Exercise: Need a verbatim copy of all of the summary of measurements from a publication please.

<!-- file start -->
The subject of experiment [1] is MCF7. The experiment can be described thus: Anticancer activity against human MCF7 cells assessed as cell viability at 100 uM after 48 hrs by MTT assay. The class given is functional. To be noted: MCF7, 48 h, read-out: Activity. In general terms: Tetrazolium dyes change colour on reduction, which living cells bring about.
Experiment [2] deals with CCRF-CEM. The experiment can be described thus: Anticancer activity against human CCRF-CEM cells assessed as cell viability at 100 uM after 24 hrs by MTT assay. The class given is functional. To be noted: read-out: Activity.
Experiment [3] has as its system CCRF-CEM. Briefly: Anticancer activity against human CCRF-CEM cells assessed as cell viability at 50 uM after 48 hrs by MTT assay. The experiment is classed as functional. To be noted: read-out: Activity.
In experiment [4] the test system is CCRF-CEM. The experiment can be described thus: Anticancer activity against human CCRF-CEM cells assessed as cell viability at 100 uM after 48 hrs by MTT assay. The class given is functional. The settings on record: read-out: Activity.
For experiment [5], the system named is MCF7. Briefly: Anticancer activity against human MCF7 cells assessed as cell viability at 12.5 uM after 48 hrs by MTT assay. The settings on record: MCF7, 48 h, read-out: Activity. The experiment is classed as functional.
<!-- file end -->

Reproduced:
The subject of experiment [1] is MCF7. The experiment can be described thus: Anticancer activity against human MCF7 cells assessed as cell viability at 100 uM after 48 hrs by MTT assay. The class given is functional. To be noted: MCF7, 48 h, read-out: Activity. In general terms: Tetrazolium dyes change colour on reduction, which living cells bring about.
Experiment [2] deals with CCRF-CEM. The experiment can be described thus: Anticancer activity against human CCRF-CEM cells assessed as cell viability at 100 uM after 24 hrs by MTT assay. The class given is functional. To be noted: read-out: Activity.
Experiment [3] has as its system CCRF-CEM. Briefly: Anticancer activity against human CCRF-CEM cells assessed as cell viability at 50 uM after 48 hrs by MTT assay. The experiment is classed as functional. To be noted: read-out: Activity.
In experiment [4] the test system is CCRF-CEM. The experiment can be described thus: Anticancer activity against human CCRF-CEM cells assessed as cell viability at 100 uM after 48 hrs by MTT assay. The class given is functional. The settings on record: read-out: Activity.
For experiment [5], the system named is MCF7. Briefly: Anticancer activity against human MCF7 cells assessed as cell viability at 12.5 uM after 48 hrs by MTT assay. The settings on record: MCF7, 48 h, read-out: Activity. The experiment is classed as functional.